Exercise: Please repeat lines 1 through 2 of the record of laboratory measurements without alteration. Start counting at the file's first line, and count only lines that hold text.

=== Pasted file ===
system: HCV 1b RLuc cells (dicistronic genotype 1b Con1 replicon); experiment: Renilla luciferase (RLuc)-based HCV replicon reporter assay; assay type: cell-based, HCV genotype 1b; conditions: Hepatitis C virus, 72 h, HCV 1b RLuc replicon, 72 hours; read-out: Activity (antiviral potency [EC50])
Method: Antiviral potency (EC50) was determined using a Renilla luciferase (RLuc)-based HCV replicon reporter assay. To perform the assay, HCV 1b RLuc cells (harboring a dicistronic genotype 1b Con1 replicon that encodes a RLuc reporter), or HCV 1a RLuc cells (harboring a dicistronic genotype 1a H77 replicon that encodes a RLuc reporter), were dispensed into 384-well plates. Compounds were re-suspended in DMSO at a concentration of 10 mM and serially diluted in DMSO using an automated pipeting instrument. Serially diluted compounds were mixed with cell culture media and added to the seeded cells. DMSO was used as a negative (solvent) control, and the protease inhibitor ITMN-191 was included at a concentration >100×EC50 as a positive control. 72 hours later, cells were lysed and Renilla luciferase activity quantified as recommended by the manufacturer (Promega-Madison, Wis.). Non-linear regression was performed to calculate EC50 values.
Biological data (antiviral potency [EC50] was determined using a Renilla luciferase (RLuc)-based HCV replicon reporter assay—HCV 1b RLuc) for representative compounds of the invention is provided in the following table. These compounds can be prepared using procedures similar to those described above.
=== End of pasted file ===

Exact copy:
system: HCV 1b RLuc cells (dicistronic genotype 1b Con1 replicon); experiment: Renilla luciferase (RLuc)-based HCV replicon reporter assay; assay type: cell-based, HCV genotype 1b; conditions: Hepatitis C virus, 72 h, HCV 1b RLuc replicon, 72 hours; read-out: Activity (antiviral potency [EC50])
Method: Antiviral potency (EC50) was determined using a Renilla luciferase (RLuc)-based HCV replicon reporter assay. To perform the assay, HCV 1b RLuc cells (harboring a dicistronic genotype 1b Con1 replicon that encodes a RLuc reporter), or HCV 1a RLuc cells (harboring a dicistronic genotype 1a H77 replicon that encodes a RLuc reporter), were dispensed into 384-well plates. Compounds were re-suspended in DMSO at a concentration of 10 mM and serially diluted in DMSO using an automated pipeting instrument. Serially diluted compounds were mixed with cell culture media and added to the seeded cells. DMSO was used as a negative (solvent) control, and the protease inhibitor ITMN-191 was included at a concentration >100×EC50 as a positive control. 72 hours later, cells were lysed and Renilla luciferase activity quantified as recommended by the manufacturer (Promega-Madison, Wis.). Non-linear regression was performed to calculate EC50 values.